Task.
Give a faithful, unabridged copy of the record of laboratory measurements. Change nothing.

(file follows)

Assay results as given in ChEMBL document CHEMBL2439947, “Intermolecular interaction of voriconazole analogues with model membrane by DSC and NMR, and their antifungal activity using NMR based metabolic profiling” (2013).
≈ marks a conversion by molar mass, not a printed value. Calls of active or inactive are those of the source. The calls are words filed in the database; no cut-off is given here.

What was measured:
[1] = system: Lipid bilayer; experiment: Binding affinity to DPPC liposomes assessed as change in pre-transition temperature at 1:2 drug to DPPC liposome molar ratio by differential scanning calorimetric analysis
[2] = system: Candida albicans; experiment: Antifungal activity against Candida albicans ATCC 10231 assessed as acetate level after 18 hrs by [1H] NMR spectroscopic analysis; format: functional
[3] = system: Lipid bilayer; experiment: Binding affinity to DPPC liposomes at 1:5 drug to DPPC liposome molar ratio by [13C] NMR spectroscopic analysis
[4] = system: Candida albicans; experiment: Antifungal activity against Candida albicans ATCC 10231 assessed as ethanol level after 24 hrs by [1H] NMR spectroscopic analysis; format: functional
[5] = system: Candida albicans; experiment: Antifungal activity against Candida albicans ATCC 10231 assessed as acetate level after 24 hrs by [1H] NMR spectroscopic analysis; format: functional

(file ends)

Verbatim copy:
Assay results as given in ChEMBL document CHEMBL2439947, “Intermolecular interaction of voriconazole analogues with model membrane by DSC and NMR, and their antifungal activity using NMR based metabolic profiling” (2013).
≈ marks a conversion by molar mass, not a printed value. Calls of active or inactive are those of the source. The calls are words filed in the database; no cut-off is given here.

What was measured:
[1] = system: Lipid bilayer; experiment: Binding affinity to DPPC liposomes assessed as change in pre-transition temperature at 1:2 drug to DPPC liposome molar ratio by differential scanning calorimetric analysis
[2] = system: Candida albicans; experiment: Antifungal activity against Candida albicans ATCC 10231 assessed as acetate level after 18 hrs by [1H] NMR spectroscopic analysis; format: functional
[3] = system: Lipid bilayer; experiment: Binding affinity to DPPC liposomes at 1:5 drug to DPPC liposome molar ratio by [13C] NMR spectroscopic analysis
[4] = system: Candida albicans; experiment: Antifungal activity against Candida albicans ATCC 10231 assessed as ethanol level after 24 hrs by [1H] NMR spectroscopic analysis; format: functional
[5] = system: Candida albicans; experiment: Antifungal activity against Candida albicans ATCC 10231 assessed as acetate level after 24 hrs by [1H] NMR spectroscopic analysis; format: functional